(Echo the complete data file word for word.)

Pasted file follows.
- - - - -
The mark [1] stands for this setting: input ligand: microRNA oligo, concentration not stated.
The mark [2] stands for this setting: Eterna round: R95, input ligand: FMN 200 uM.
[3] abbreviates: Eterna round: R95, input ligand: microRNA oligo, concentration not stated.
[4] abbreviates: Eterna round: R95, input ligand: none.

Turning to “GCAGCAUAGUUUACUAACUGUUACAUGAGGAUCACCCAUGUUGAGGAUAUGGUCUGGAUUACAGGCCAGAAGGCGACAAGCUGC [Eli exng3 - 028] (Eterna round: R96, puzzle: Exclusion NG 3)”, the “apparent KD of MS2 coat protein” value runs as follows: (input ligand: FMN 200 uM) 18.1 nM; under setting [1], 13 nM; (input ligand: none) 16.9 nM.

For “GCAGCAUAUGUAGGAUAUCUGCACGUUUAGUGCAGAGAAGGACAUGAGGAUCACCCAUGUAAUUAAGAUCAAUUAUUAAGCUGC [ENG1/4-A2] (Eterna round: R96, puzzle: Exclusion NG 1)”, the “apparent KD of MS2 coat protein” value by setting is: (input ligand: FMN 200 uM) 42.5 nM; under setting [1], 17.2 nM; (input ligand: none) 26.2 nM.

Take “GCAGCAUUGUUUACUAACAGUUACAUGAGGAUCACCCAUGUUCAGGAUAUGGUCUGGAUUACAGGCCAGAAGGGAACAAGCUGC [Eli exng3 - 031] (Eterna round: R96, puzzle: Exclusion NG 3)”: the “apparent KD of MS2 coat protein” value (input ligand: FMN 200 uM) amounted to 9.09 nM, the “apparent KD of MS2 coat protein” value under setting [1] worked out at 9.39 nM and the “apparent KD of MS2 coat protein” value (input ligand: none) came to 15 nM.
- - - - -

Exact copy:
The mark [1] stands for this setting: input ligand: microRNA oligo, concentration not stated.
The mark [2] stands for this setting: Eterna round: R95, input ligand: FMN 200 uM.
[3] abbreviates: Eterna round: R95, input ligand: microRNA oligo, concentration not stated.
[4] abbreviates: Eterna round: R95, input ligand: none.

Turning to “GCAGCAUAGUUUACUAACUGUUACAUGAGGAUCACCCAUGUUGAGGAUAUGGUCUGGAUUACAGGCCAGAAGGCGACAAGCUGC [Eli exng3 - 028] (Eterna round: R96, puzzle: Exclusion NG 3)”, the “apparent KD of MS2 coat protein” value runs as follows: (input ligand: FMN 200 uM) 18.1 nM; under setting [1], 13 nM; (input ligand: none) 16.9 nM.

For “GCAGCAUAUGUAGGAUAUCUGCACGUUUAGUGCAGAGAAGGACAUGAGGAUCACCCAUGUAAUUAAGAUCAAUUAUUAAGCUGC [ENG1/4-A2] (Eterna round: R96, puzzle: Exclusion NG 1)”, the “apparent KD of MS2 coat protein” value by setting is: (input ligand: FMN 200 uM) 42.5 nM; under setting [1], 17.2 nM; (input ligand: none) 26.2 nM.

Take “GCAGCAUUGUUUACUAACAGUUACAUGAGGAUCACCCAUGUUCAGGAUAUGGUCUGGAUUACAGGCCAGAAGGGAACAAGCUGC [Eli exng3 - 031] (Eterna round: R96, puzzle: Exclusion NG 3)”: the “apparent KD of MS2 coat protein” value (input ligand: FMN 200 uM) amounted to 9.09 nM, the “apparent KD of MS2 coat protein” value under setting [1] worked out at 9.39 nM and the “apparent KD of MS2 coat protein” value (input ligand: none) came to 15 nM.